When you walk, your steps will not be hampered; when you run, you will not stumble.
When you walk, your steps will not be impeded; And if you run, you will not stumble.
If you live a life guided by wisdom, you won’t limp or stumble as you run.
I don't want you ending up in blind alleys, or wasting time making wrong turns.
When you go, your way will not be narrow, and in running you will not have a fall.
When you walk, your step will not be hampered; and if you run, you will not stumble.
When you walk, your steps will not be hindered, And when you run, you will not stumble.
|NET © [draft] ITL|
|NET © Notes||
1 sn The noun צַעֲדֶךָ (tsa’adekha, “your steps”) and the temporal infinitive בְּלֶכְתְּךָ (belekhtÿkha, “when you walk”) use the idiom of walking to represent the course of life. On that course there will be no obstacles; the “path” will be straight – morally and practically.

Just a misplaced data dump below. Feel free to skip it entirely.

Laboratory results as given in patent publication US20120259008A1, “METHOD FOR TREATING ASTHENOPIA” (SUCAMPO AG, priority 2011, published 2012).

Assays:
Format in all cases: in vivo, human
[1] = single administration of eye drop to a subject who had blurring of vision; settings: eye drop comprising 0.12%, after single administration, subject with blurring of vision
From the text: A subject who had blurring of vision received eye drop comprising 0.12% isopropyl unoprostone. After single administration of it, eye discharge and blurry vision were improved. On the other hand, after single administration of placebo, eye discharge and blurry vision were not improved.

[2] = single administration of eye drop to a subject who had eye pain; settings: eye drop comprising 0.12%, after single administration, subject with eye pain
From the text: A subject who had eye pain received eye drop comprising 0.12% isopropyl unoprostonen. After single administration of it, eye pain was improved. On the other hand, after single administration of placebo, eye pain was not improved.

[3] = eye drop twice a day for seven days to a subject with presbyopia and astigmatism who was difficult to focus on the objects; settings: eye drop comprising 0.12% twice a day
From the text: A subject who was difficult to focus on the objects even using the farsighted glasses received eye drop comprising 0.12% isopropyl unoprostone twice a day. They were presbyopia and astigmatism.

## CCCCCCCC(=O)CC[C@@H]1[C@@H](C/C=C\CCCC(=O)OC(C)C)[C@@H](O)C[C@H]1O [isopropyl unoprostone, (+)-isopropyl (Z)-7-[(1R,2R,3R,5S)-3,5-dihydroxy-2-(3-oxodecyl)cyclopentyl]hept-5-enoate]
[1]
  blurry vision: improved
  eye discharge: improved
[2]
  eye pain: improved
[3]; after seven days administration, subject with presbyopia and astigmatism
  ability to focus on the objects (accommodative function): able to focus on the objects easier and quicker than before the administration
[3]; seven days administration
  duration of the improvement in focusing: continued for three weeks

2 sn The verb צָרַר (tsarar, “to be narrow; to be constricted”) refers to that which is narrow or constricted, signifying distress, trouble, adversity; that which was wide-open or broad represents freedom and deliverance.
3 sn The progression from walking to running is an idiom called “anabasis,” suggesting that as greater and swifter progress is made, there will be nothing to impede the progress (e.g., Isa 40:31).